This is what I came up with:

1. Don't be too hard on  yourself and don't compare yourself to anyone else (why yes, this is one tip - the two statements go together, OK?). Just as every cancer is different, treatments vary widely and so do our responses. Just because that you've been told that Jane worked full time and ran 5k every day of treatment doesn't mean that you ought to be doing these things. And conversely, you don't have to become a shut in just because Jane chose to stay in bed for weeks at a time. Who knows? Jane's choices may have been made because of what other people told her she should be doing. Do what's right for you.

2. When in doubt, bring a friend. People like to be asked to do specific things to help friends and family going through treatment. Don't be afraid to ask for company. Some of the meds I take leave me so wobbly I couldn't make it home without assistance. But even if I feel fine, I've been very happy to have a friend with me to provide a distraction during treatment or be a second pair of ears during appointments.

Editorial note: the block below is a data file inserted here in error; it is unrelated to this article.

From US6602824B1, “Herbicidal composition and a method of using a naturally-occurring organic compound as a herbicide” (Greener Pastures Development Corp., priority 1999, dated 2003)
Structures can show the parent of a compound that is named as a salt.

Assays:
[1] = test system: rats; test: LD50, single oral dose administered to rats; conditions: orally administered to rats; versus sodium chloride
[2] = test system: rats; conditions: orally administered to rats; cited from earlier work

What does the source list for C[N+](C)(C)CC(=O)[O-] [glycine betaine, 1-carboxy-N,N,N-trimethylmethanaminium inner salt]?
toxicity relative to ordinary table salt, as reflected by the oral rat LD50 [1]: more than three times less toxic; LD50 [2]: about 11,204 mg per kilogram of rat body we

3. Live in the moment. We all want and hope to put treatment behind us. It really helps me, though, to take a look around and see the things that are good in my life right now. This doesn't come easily to me. I'm someone who lived much of my life looking ahead. I'm working on identifying those things in my life that give me great joy - and then savouring them.

I think that's it. If you've been through cancer treatment, what three tips would you share?

Monday, January 09, 2012

makes me happy

As a way to ease myself out of my winter ennui, my therapist suggested I do some journalling about the things that make me happy. Some of those things are probably evident to anyone who knows me even a little: